From Hilversum to Brielle and Hellevoetsluis
After days of intense working from home and avoiding other people due to the coronavirus, it was time again to take a little break. It was April 2; one day after April 1 which normally is a special day in Brielle. Maurits and René made a little trip from Hilversum to Brielle and Hellevoetsluis. On the way up we flew north of Rotterdam airport and south of Delft, and on the return leg we flew south of Rotterdam airport over the city.
COVID-19: FLIGHT RESTRICTIONS.
IN ACCORDANCE WITH PHYSICAL DISTANCING MEASURES COVID-19 BY LOCAL AUTHORITIES BASED ON DIRECTIVES MINISTRIES OF HEALTH AND JUSTICE, GENERAL AVIATION FLIGHTS INCLUDING AERIAL WORK WITH POB, OTHER THAN HOUSEHOLD MEMBERS, DISTANCE LESS THAN 1,5M ARE PROHIBITED.
POLICE, HEMS AND SAR FLIGHTS ARE EXEMPTED.
We passed some places that were already covered in previous trip reports, but there are also new items. For additional details and pictures, select Details at the top of this page, or More at the bottom of this page.
When we arrived at Hilversum airfield and checked checked the plane, the fuel quantity was sufficient for the flight and we did not need to fuel. The runway in use at Hilversum was 25, and after leaving the circuit we set course to Rotterdam.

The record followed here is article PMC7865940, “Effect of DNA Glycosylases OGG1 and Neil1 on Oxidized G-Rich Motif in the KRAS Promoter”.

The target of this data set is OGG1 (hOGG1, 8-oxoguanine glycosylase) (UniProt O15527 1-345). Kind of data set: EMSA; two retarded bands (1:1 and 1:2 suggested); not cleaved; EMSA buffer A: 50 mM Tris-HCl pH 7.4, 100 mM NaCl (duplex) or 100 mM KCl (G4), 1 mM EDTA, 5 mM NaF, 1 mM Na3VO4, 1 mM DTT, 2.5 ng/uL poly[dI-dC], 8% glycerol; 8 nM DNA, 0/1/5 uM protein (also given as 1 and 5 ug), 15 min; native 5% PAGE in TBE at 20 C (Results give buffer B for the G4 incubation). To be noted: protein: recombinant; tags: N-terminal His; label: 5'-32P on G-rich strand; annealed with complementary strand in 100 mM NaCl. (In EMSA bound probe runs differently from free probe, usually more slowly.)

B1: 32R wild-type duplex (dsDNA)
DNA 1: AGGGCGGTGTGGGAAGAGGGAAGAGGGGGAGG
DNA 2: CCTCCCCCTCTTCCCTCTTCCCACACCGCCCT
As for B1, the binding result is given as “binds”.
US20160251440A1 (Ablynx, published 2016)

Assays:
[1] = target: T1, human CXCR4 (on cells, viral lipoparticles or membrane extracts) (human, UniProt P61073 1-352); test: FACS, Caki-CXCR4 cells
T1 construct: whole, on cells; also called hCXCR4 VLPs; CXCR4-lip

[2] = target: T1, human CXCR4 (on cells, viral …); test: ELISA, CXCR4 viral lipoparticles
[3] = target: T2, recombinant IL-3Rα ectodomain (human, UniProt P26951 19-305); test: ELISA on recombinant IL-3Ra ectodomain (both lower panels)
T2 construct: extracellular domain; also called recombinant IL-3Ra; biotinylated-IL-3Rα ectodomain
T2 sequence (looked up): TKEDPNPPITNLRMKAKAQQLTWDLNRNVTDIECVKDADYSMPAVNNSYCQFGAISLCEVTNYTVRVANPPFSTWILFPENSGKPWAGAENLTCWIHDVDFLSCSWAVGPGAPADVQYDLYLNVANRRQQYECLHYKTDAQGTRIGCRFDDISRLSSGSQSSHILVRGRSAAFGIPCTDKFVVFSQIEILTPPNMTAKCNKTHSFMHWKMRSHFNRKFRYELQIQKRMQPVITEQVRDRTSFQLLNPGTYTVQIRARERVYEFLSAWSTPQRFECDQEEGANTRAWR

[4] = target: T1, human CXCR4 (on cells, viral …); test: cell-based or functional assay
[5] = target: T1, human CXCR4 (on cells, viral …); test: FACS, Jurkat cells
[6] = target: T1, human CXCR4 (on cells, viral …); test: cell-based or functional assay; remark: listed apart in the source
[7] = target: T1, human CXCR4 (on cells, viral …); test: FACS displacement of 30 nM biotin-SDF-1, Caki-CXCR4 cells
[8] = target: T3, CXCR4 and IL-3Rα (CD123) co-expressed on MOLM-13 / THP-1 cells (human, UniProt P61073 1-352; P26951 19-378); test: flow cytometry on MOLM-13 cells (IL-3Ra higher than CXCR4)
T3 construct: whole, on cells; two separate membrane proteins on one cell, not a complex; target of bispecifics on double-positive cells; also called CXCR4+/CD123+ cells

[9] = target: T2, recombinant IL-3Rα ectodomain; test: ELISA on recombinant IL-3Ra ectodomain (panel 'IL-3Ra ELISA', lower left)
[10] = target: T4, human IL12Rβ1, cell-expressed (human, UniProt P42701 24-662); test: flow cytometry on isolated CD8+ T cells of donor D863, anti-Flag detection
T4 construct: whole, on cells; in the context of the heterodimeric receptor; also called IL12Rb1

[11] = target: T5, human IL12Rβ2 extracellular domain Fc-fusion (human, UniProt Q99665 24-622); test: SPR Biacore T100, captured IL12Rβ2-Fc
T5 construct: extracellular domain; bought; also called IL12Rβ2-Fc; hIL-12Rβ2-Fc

Maurits checking the fuel quantity
Departure from Hilversum airfield
The Port of Rotterdam is the largest seaport in Europe. It stretches over a distance of 40 kilometres from Rotterdam center to the reclaimed Maasvlakte area, which projects into the North Sea. Europoort is an area of the Port of Rotterdam. The Europoort area is heavily industrialised with petrochemical refineries and storage tanks, bulk iron ore and coal handling as well as container and new motor vehicle terminals.
Brielle is a historic and fortified sea side town west of Rotterdam and south of Europoort. It's a historic place, best known for the Capture of Brielle by the Watergeuzen (Dutch rebels) from the Spaniards on April 1, 1572 during the Eighty Years War. Much of the towns fortifications have survived the test of time, and seen from the air, the typical shape of the traditional Old-Dutch fortification structure is still clearly visible.
Tank storage 7e Petroleumhaven, Rotterdam
During the Eighty Years' War between the Netherlands and Spain, the Capture of Brielle on April 1, 1572, by the Watergeuzen, marked a turning point in the conflict, as many towns in Holland then began to support William of Orange against the Spanish Duke of Alba who was sent to pacify The Netherlands. This event is still celebrated each year on April 1 in Brielle. A short rhyme remembers this fact, which rhyme refers to April Fools' Day:
Op 1 april verloor Alva zijn bril
Op April zes verloor Alva zijn fles
On April 1st, Alva lost his glasses
On April 6th Alva lost his bottle
In Dutch, bril is the word for "glasses", and it closely rhymes with Briel; as does Fles which stands for the town of Vlissingen, and was the next town to be captured by the Dutch rebels.